New books by Richard Dawkins and AC Grayling explore science and philosophy in different ways.
This article is a preview from the Winter 2015 edition of New Humanist. You can find out more and subscribe here.
A Brief Candle in the Dark (Bantam Press) by Richard Dawkins
The Challenge of Things (Bloomsbury) by AC Grayling
The fashionable opinion of Richard Dawkins is: “He’s a great scientist, but…” Media coverage of his pronouncements on Twitter, on everything from an apparent lack of Muslim Nobel Prize laureates to airport restrictions on jars of honey, have somewhat overshadowed his work. Dawkins has had a chance to shift this opinion through his autobiography. The first instalment, An Appetite for Wonder (2013), covered his life up to the 1976 publication of The Selfish Gene. The second, A Brief Candle in the Dark, published in September, details his life as a scientist.
The book leaves many questions unanswered. Dawkins really does focus almost entirely on his scientific life, mentioning his atheism, for which he is arguably most famous, very little. It’s a mixed bag. He begins with awkward Oxford anecdotes. Some stories seem to exist only to show off the (not yet famous but, we are assured, “very distinguished”) people involved in them. But, and I hate to echo the fashionable opinion, he soon gets talking about science itself and it becomes interesting again. Weaving together insights from his various books on evolution, Dawkins paints a compelling, clear and fascinating picture of his overall view of evolution and its intricacies. This is done wonderfully well and left this reader wanting to return to his previous books on the subject.
Dawkins dwells surprisingly little on various controversies around his views of feminism, Islam and free speech, not giving a single mention to Twitter. He does refer to the charge of “stridency”, but dismisses it quickly. And he confirms that he has seen the episode of US cartoon South Park in which he has noisy sex with a schoolteacher. He didn’t find it funny: “it couldn’t be called satire in any sense”.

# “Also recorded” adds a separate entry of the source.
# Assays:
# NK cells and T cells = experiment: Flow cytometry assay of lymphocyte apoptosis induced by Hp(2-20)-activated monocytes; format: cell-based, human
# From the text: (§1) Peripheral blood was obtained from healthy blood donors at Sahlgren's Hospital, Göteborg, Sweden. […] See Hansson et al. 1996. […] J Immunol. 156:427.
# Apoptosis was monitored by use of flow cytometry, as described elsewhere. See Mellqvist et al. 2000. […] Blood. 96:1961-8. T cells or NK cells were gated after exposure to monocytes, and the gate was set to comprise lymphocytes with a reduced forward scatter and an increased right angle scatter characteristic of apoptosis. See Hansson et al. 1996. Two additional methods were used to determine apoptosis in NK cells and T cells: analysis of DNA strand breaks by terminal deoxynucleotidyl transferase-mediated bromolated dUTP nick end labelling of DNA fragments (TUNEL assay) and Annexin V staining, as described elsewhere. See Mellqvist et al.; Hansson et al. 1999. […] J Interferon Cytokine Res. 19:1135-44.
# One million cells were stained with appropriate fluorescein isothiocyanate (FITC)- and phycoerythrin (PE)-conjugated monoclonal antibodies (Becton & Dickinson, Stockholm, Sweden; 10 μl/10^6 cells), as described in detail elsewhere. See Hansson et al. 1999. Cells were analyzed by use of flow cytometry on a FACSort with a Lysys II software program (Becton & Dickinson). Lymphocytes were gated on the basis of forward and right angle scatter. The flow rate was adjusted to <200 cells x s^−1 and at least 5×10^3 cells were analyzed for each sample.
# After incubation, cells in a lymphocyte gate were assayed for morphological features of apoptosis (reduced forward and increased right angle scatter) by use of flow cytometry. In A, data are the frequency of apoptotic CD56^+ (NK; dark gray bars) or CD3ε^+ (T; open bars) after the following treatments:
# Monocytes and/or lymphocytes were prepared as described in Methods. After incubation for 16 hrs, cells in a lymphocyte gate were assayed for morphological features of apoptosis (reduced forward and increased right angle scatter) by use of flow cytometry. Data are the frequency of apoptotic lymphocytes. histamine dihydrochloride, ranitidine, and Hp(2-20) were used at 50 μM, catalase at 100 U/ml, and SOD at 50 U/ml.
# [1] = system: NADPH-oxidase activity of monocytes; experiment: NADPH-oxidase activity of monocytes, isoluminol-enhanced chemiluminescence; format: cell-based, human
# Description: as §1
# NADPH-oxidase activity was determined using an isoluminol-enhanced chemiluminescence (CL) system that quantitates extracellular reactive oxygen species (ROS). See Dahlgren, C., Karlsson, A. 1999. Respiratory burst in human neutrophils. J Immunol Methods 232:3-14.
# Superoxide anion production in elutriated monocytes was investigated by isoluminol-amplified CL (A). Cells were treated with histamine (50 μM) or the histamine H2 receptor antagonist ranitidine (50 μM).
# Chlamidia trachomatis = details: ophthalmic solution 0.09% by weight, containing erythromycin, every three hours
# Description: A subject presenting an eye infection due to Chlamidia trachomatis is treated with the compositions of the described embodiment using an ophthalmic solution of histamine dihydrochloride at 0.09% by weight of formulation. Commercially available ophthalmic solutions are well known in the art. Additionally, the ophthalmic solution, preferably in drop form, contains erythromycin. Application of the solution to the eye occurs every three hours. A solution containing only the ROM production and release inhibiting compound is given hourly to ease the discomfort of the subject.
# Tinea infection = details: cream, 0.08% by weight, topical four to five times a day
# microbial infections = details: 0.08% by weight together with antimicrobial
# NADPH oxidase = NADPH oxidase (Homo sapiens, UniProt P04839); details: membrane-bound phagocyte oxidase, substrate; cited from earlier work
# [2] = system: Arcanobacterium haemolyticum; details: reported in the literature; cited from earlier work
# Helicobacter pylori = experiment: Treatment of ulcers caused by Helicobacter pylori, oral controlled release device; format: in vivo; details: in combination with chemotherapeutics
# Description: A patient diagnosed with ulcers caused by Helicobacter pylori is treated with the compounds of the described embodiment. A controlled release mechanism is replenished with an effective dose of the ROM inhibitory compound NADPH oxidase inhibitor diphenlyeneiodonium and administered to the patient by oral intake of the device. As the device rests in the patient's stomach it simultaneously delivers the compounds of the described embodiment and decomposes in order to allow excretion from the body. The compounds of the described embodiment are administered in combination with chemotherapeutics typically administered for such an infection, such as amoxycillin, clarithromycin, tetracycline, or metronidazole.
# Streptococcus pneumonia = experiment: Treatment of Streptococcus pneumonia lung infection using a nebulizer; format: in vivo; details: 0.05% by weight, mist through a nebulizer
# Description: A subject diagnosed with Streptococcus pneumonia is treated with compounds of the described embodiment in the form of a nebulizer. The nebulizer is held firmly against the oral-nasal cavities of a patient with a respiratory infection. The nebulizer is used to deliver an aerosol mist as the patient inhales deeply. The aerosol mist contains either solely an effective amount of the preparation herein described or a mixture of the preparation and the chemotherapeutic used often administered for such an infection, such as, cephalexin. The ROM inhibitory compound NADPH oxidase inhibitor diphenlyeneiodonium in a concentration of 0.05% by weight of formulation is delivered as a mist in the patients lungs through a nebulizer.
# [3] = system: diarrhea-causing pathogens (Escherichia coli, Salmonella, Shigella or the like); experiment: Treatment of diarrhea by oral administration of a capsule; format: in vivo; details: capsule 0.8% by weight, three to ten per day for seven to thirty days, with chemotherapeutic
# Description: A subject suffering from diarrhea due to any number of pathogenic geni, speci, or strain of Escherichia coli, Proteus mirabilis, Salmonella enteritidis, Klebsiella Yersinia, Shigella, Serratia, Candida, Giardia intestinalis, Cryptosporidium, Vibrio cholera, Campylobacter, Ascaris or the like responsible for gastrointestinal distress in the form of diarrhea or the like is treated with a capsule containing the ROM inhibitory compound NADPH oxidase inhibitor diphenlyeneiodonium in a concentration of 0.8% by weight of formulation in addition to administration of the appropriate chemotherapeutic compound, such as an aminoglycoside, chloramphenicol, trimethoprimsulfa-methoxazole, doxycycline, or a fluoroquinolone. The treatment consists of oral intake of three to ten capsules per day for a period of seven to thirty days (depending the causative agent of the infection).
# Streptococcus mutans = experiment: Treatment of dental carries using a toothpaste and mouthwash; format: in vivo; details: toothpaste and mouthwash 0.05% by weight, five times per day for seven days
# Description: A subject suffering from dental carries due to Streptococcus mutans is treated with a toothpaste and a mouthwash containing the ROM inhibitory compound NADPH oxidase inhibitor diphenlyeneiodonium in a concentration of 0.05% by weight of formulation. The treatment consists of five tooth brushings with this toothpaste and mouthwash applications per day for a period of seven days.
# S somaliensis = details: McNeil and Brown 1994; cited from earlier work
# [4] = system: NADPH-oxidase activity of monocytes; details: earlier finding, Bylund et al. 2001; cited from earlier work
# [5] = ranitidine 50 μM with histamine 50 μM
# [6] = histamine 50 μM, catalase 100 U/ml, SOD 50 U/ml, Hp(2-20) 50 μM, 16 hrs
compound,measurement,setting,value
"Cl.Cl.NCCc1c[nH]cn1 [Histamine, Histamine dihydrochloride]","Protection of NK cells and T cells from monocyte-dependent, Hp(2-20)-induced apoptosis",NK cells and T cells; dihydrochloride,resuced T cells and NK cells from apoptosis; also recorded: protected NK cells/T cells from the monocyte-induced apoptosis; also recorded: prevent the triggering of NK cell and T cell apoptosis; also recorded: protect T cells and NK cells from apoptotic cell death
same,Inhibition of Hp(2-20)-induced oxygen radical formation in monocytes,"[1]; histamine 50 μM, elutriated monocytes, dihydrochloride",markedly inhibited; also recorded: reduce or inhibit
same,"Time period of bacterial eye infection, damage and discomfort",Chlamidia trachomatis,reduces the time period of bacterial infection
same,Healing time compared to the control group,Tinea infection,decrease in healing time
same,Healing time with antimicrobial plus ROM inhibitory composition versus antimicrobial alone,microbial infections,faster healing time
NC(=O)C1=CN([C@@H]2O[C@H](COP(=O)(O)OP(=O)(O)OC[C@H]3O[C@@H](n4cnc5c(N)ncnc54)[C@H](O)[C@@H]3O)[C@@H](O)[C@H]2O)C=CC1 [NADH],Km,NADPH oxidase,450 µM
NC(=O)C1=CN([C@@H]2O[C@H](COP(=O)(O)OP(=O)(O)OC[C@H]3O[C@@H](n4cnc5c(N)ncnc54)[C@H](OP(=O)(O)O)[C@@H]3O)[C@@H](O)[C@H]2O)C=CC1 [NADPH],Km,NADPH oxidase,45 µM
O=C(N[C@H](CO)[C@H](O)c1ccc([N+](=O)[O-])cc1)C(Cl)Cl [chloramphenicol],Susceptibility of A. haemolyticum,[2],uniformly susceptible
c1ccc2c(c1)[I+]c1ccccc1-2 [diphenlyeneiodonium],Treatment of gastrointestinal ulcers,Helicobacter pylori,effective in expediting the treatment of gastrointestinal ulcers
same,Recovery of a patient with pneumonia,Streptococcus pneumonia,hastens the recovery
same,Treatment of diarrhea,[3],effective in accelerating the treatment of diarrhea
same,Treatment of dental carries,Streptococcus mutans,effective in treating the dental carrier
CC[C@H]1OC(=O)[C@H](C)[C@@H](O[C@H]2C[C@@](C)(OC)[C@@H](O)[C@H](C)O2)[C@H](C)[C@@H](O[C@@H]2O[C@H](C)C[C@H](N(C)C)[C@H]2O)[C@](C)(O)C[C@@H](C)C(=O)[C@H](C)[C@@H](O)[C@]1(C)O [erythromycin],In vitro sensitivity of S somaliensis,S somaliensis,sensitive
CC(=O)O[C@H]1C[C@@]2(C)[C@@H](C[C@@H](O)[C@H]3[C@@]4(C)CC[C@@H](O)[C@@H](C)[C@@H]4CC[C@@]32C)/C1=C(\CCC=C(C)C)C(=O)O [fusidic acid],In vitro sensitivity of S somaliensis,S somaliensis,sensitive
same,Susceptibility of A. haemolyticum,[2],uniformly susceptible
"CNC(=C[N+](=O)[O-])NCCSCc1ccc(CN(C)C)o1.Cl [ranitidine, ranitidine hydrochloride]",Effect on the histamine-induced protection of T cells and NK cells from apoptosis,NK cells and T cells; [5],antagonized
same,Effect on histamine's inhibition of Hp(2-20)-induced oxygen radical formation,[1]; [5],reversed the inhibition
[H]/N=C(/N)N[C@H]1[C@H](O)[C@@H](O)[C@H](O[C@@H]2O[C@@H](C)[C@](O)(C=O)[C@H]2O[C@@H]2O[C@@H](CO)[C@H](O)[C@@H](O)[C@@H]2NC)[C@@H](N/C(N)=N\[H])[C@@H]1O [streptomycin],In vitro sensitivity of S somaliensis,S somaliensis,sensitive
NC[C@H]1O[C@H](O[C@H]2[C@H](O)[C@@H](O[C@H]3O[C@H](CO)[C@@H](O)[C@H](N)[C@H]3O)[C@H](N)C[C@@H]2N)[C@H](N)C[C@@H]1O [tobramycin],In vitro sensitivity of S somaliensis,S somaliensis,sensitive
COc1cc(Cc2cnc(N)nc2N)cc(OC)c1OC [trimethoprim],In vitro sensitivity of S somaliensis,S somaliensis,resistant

This summer, another humanist heavyweight offered a new book. AC Grayling published a collection of essays, The Challenge of Things, reflecting on modernity. The collection is varied, from detailed commentary on China and the banking crisis to essays on happiness and the importance of teachers. There are probably few thinkers alive who could pull off such variety and write so compellingly.
The book begins with essays on some of the dilemmas facing the 21st-century west. Grayling’s views refuse to conform to any particular political tribe. He laments that Bin Laden was killed rather than captured and put on trial (a view that got the Labour leader Jeremy Corbyn into so much trouble) but sees drones as an ethical improvement in modern warfare. Grayling has an impressively detailed knowledge of many fields beyond philosophy.
While the topics vary, the book’s clear constant is Grayling’s unrelenting belief in human reason and compassion, which radiates from every page. The expansion of science and reason is held as a great project for the advance of humanity, with Grayling even arguing, perhaps optimistically, that we should expect atheists to be better politicians. Although the book is named The Challenge of Things, the reader can’t help but end it enthused with hope. A naive hope, perhaps, in the face of a world often presented as bent on self-destruction, but a hope championed by Grayling, who declares: “What makes life worth living is optimism.” If you’ve ever wondered what an intelligent, humane and well-read person would write if they were interested in absolutely everything, then this is it.